Water Review #2 – Saint-Geron

For such a big market, I’m astounded at the lack of water reviews available online. Why is hardly anybody talking about mineral water compared to wine, beer, whisky and other spirits? I’d like to really dive into the water. So, let’s continue with this series of water tasting!

Today’s water is:


Origin: Saint-Géron gallo romain source in Auvergne, France

Bottle: 750 ml Glass

Mineral Content:

Ion concentrations in mg/L from Water Quality Report
Hardness418 mg/L as CaCO3
Alkalinity925.3 mg/L as CaCO3
Hardness to Alkalinity Ratio0.45
TDS 1158 ppm
Electrical Conductivity at 25ºCNot reported
Cations charge18.64
Anions charge20.17
Water quality report error8.2%
Other statistics
Electrical Conductivity at 25ºC 1423 μS/cm
pH(forgot to measure)
Drinking Temperature60ºF (16ºC)
Measurements (mine)

I love the tall, squarish, elegant glass bottle. With its non-twist bottle cap (you need a bottle opener for this water), you’d better be quite thirsty or have company, because you’re not going to be able to re-cap it. I’ve never had this water before, and am excited to try it. I ordered it from Salacious Drinks, the colorfully-titled US water importer and distributor.

Upon opening, a few bubbles rush up to the surface, but not many. I actually notice a few tiny crystals of calcium and/or magnesium carbonate in the glass! The smell is quite fresh and mineral, the faint smell of petrichor. The smell is also slightly sweet. Initial taste: I was worried the bubbles would be too light from what I read, but there’s just enough natural carbonation here to give a tickling effervescence. It’s actually wonderful to have a carbonation level like this, as it doesn’t overpower the water itself and doesn’t hurt/fatigue the tongue. The body is very expansive, and the taste is rather sweet with a sodium bicarbonate salty softness in the back. The high TDS of 1158 doesn’t present itself as heavy here – it’s rich yet clean. It’s crisp even at 60º – very impressive. Low sulfate and chloride (and near-zero nitrate) give it a clean and clear taste, and high magnesium brings quite appreciated sweetness and presence. The 28 mg/L silica seems to help hold the water together nicely, as the texture is cohesive.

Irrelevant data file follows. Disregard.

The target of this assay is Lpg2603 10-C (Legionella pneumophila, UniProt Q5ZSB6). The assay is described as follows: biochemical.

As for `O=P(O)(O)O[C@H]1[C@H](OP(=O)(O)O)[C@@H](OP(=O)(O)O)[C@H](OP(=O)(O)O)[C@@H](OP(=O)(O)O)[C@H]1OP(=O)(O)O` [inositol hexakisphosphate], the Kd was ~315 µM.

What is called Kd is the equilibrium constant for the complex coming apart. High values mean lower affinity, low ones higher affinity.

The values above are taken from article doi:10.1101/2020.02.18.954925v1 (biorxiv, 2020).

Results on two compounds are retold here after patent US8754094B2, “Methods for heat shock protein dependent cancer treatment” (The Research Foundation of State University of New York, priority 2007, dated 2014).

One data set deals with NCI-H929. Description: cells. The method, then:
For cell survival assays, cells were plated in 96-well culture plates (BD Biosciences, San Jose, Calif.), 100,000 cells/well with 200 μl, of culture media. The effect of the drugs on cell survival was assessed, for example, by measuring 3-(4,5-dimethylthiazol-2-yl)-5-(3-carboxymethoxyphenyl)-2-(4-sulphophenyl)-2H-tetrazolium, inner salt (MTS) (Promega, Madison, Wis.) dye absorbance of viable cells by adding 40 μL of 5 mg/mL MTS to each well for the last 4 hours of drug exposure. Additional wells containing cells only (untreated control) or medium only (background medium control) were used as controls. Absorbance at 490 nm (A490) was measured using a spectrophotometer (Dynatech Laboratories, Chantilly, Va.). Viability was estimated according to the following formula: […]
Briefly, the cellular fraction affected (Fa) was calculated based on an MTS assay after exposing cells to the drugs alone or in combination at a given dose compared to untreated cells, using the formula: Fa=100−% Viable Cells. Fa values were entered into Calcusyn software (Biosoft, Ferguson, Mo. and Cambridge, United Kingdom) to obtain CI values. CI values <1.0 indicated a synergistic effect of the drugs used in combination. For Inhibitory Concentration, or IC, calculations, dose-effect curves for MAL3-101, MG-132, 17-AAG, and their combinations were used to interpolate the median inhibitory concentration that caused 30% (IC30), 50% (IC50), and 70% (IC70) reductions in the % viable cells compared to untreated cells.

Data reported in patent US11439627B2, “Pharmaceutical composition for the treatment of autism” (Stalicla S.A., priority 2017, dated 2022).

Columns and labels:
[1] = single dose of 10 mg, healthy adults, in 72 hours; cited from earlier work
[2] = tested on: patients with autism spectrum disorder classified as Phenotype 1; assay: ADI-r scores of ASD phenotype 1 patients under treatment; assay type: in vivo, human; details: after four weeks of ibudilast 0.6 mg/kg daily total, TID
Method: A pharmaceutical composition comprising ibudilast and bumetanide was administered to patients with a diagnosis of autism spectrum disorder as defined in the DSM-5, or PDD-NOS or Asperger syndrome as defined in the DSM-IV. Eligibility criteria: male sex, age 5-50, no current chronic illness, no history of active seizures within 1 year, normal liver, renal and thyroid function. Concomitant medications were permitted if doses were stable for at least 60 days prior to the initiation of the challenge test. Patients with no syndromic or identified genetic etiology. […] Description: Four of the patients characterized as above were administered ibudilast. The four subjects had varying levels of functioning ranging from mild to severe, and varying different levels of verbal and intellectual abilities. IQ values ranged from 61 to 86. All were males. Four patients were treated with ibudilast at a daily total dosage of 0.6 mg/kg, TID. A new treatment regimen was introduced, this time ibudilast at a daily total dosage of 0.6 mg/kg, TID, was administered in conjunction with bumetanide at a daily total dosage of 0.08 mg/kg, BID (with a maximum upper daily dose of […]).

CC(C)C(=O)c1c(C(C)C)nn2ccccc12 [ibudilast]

As the water is held in the mouth, the bubbles fade, leaving a very silky texture with a sweet-saltiness. There’s little to no milkiness in this water. There’s also a pleasant dry/crispness, possibly from potassium. It’s good that this water is carbonated, as without the bright, light carbonation it would likely come across as too dull and salty. I’m amazed at the sweetness and brightness under that huge bed of bicarbonate.

What other complexities can I find here… well, it’s not really that complex! The bubbles/magnesium can come across as a bit fruity in the front, as the bubbles are acidic. There is a “rock” taste here, very generally. Not limestone, but more a gray-colored rock… shale? Need to learn geology and taste some rocks I guess (semi-kidding)! Overall, drinking this water was very pleasant and satisfying. Did it blow me away? No. Was it well-composed and “executed”? Yes. It’s well-bottled, well-presented and there’s no wonder people have been drinking it since 1884.

For tea, this is not something to make tea with in any capacity. But maybe before or after it would cleanse the palate well and prepare it for something slightly earthy or mineral.

85 points

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